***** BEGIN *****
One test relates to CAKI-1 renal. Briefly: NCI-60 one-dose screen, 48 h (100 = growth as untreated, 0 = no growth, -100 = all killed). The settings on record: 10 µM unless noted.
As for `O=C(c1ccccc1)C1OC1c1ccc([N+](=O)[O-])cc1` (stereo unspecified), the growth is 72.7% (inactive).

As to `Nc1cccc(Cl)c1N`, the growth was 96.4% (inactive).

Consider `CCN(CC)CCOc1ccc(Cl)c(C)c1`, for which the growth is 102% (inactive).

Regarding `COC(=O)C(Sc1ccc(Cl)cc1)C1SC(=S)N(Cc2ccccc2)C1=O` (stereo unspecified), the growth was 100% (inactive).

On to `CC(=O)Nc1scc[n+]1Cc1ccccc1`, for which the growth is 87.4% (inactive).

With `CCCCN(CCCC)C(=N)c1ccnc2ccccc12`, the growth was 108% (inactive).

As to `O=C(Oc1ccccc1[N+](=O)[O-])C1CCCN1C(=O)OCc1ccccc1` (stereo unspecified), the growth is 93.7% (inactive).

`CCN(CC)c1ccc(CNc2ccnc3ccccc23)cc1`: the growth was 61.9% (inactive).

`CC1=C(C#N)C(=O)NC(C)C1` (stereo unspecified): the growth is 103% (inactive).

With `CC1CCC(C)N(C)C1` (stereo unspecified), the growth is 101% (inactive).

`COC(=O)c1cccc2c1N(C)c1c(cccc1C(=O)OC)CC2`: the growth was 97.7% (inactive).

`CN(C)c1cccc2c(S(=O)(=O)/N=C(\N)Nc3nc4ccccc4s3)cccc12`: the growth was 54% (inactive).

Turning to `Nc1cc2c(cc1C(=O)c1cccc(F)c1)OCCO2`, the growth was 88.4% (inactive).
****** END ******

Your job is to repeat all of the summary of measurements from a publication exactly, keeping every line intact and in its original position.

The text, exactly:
One test relates to CAKI-1 renal. Briefly: NCI-60 one-dose screen, 48 h (100 = growth as untreated, 0 = no growth, -100 = all killed). The settings on record: 10 µM unless noted.
As for `O=C(c1ccccc1)C1OC1c1ccc([N+](=O)[O-])cc1` (stereo unspecified), the growth is 72.7% (inactive).

As to `Nc1cccc(Cl)c1N`, the growth was 96.4% (inactive).

Consider `CCN(CC)CCOc1ccc(Cl)c(C)c1`, for which the growth is 102% (inactive).

Regarding `COC(=O)C(Sc1ccc(Cl)cc1)C1SC(=S)N(Cc2ccccc2)C1=O` (stereo unspecified), the growth was 100% (inactive).

On to `CC(=O)Nc1scc[n+]1Cc1ccccc1`, for which the growth is 87.4% (inactive).

With `CCCCN(CCCC)C(=N)c1ccnc2ccccc12`, the growth was 108% (inactive).

As to `O=C(Oc1ccccc1[N+](=O)[O-])C1CCCN1C(=O)OCc1ccccc1` (stereo unspecified), the growth is 93.7% (inactive).

`CCN(CC)c1ccc(CNc2ccnc3ccccc23)cc1`: the growth was 61.9% (inactive).

`CC1=C(C#N)C(=O)NC(C)C1` (stereo unspecified): the growth is 103% (inactive).

With `CC1CCC(C)N(C)C1` (stereo unspecified), the growth is 101% (inactive).

`COC(=O)c1cccc2c1N(C)c1c(cccc1C(=O)OC)CC2`: the growth was 97.7% (inactive).

`CN(C)c1cccc2c(S(=O)(=O)/N=C(\N)Nc3nc4ccccc4s3)cccc12`: the growth was 54% (inactive).

Turning to `Nc1cc2c(cc1C(=O)c1cccc(F)c1)OCCO2`, the growth was 88.4% (inactive).